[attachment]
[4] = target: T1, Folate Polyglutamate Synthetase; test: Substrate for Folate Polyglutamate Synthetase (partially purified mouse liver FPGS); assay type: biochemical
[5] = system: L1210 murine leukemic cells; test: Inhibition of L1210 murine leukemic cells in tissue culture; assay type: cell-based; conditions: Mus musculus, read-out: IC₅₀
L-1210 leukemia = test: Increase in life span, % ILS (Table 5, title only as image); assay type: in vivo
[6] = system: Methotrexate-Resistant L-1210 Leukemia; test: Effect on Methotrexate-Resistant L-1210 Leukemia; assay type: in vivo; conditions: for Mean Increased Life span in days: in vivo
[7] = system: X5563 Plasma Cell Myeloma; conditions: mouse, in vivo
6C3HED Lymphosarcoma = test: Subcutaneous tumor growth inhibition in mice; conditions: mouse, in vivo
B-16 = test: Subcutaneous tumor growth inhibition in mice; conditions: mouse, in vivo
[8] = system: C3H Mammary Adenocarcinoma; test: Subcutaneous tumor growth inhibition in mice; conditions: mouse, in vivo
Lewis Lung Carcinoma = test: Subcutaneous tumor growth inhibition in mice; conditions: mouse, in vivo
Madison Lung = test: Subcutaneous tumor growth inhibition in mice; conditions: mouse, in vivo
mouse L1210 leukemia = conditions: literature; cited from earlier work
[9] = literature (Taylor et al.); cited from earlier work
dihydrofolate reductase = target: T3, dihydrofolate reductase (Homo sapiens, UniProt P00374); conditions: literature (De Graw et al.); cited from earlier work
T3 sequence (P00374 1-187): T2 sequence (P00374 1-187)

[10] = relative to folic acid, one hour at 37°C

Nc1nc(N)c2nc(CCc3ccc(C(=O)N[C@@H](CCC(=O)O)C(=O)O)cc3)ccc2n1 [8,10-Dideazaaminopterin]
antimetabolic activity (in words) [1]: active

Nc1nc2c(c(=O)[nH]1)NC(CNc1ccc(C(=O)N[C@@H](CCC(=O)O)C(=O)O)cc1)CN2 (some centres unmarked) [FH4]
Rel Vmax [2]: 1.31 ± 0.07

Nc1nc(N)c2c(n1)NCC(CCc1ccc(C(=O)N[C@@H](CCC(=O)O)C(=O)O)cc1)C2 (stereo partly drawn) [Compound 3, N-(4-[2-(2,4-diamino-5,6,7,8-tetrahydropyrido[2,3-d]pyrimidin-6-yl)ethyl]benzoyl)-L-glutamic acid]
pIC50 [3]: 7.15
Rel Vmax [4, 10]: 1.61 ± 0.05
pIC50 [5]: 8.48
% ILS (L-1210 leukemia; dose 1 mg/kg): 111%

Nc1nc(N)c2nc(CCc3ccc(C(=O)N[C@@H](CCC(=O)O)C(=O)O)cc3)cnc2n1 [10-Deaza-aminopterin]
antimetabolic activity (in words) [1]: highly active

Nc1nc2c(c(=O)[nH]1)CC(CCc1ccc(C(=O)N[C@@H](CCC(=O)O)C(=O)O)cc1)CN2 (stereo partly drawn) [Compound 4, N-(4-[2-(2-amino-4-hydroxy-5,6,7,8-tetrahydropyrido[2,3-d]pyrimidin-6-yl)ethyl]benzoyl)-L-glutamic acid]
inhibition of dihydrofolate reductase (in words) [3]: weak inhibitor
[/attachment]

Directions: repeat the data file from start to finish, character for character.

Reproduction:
[4] = target: T1, Folate Polyglutamate Synthetase; test: Substrate for Folate Polyglutamate Synthetase (partially purified mouse liver FPGS); assay type: biochemical
[5] = system: L1210 murine leukemic cells; test: Inhibition of L1210 murine leukemic cells in tissue culture; assay type: cell-based; conditions: Mus musculus, read-out: IC₅₀
L-1210 leukemia = test: Increase in life span, % ILS (Table 5, title only as image); assay type: in vivo
[6] = system: Methotrexate-Resistant L-1210 Leukemia; test: Effect on Methotrexate-Resistant L-1210 Leukemia; assay type: in vivo; conditions: for Mean Increased Life span in days: in vivo
[7] = system: X5563 Plasma Cell Myeloma; conditions: mouse, in vivo
6C3HED Lymphosarcoma = test: Subcutaneous tumor growth inhibition in mice; conditions: mouse, in vivo
B-16 = test: Subcutaneous tumor growth inhibition in mice; conditions: mouse, in vivo
[8] = system: C3H Mammary Adenocarcinoma; test: Subcutaneous tumor growth inhibition in mice; conditions: mouse, in vivo
Lewis Lung Carcinoma = test: Subcutaneous tumor growth inhibition in mice; conditions: mouse, in vivo
Madison Lung = test: Subcutaneous tumor growth inhibition in mice; conditions: mouse, in vivo
mouse L1210 leukemia = conditions: literature; cited from earlier work
[9] = literature (Taylor et al.); cited from earlier work
dihydrofolate reductase = target: T3, dihydrofolate reductase (Homo sapiens, UniProt P00374); conditions: literature (De Graw et al.); cited from earlier work
T3 sequence (P00374 1-187): T2 sequence (P00374 1-187)

[10] = relative to folic acid, one hour at 37°C

Nc1nc(N)c2nc(CCc3ccc(C(=O)N[C@@H](CCC(=O)O)C(=O)O)cc3)ccc2n1 [8,10-Dideazaaminopterin]
antimetabolic activity (in words) [1]: active

Nc1nc2c(c(=O)[nH]1)NC(CNc1ccc(C(=O)N[C@@H](CCC(=O)O)C(=O)O)cc1)CN2 (some centres unmarked) [FH4]
Rel Vmax [2]: 1.31 ± 0.07

Nc1nc(N)c2c(n1)NCC(CCc1ccc(C(=O)N[C@@H](CCC(=O)O)C(=O)O)cc1)C2 (stereo partly drawn) [Compound 3, N-(4-[2-(2,4-diamino-5,6,7,8-tetrahydropyrido[2,3-d]pyrimidin-6-yl)ethyl]benzoyl)-L-glutamic acid]
pIC50 [3]: 7.15
Rel Vmax [4, 10]: 1.61 ± 0.05
pIC50 [5]: 8.48
% ILS (L-1210 leukemia; dose 1 mg/kg): 111%

Nc1nc(N)c2nc(CCc3ccc(C(=O)N[C@@H](CCC(=O)O)C(=O)O)cc3)cnc2n1 [10-Deaza-aminopterin]
antimetabolic activity (in words) [1]: highly active

Nc1nc2c(c(=O)[nH]1)CC(CCc1ccc(C(=O)N[C@@H](CCC(=O)O)C(=O)O)cc1)CN2 (stereo partly drawn) [Compound 4, N-(4-[2-(2-amino-4-hydroxy-5,6,7,8-tetrahydropyrido[2,3-d]pyrimidin-6-yl)ethyl]benzoyl)-L-glutamic acid]
inhibition of dihydrofolate reductase (in words) [3]: weak inhibitor